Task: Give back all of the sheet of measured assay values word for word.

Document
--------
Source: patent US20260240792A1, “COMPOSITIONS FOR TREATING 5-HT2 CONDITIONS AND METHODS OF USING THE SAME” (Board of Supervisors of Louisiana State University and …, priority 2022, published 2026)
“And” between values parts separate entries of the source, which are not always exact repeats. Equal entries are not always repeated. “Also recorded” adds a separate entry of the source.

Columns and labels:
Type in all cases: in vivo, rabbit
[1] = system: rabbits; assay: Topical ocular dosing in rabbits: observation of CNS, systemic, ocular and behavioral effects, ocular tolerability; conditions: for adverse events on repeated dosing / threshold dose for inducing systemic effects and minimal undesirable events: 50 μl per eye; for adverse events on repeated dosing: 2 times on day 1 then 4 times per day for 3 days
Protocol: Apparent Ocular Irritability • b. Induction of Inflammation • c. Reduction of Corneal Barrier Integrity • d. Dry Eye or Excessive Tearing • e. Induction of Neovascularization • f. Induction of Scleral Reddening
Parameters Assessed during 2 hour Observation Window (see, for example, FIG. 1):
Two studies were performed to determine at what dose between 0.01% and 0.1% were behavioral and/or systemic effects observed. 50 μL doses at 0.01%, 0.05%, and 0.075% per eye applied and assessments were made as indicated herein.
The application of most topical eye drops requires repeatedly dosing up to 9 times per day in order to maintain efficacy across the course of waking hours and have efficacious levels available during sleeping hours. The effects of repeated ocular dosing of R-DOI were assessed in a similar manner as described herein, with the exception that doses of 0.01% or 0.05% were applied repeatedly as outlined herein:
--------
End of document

Source: patent US20260240792A1, “COMPOSITIONS FOR TREATING 5-HT2 CONDITIONS AND METHODS OF USING THE SAME” (Board of Supervisors of Louisiana State University and …, priority 2022, published 2026)
“And” between values parts separate entries of the source, which are not always exact repeats. Equal entries are not always repeated. “Also recorded” adds a separate entry of the source.

Columns and labels:
Type in all cases: in vivo, rabbit
[1] = system: rabbits; assay: Topical ocular dosing in rabbits: observation of CNS, systemic, ocular and behavioral effects, ocular tolerability; conditions: for adverse events on repeated dosing / threshold dose for inducing systemic effects and minimal undesirable events: 50 μl per eye; for adverse events on repeated dosing: 2 times on day 1 then 4 times per day for 3 days
Protocol: Apparent Ocular Irritability • b. Induction of Inflammation • c. Reduction of Corneal Barrier Integrity • d. Dry Eye or Excessive Tearing • e. Induction of Neovascularization • f. Induction of Scleral Reddening
Parameters Assessed during 2 hour Observation Window (see, for example, FIG. 1):
Two studies were performed to determine at what dose between 0.01% and 0.1% were behavioral and/or systemic effects observed. 50 μL doses at 0.01%, 0.05%, and 0.075% per eye applied and assessments were made as indicated herein.
The application of most topical eye drops requires repeatedly dosing up to 9 times per day in order to maintain efficacy across the course of waking hours and have efficacious levels available during sleeping hours. The effects of repeated ocular dosing of R-DOI were assessed in a similar manner as described herein, with the exception that doses of 0.01% or 0.05% were applied repeatedly as outlined herein: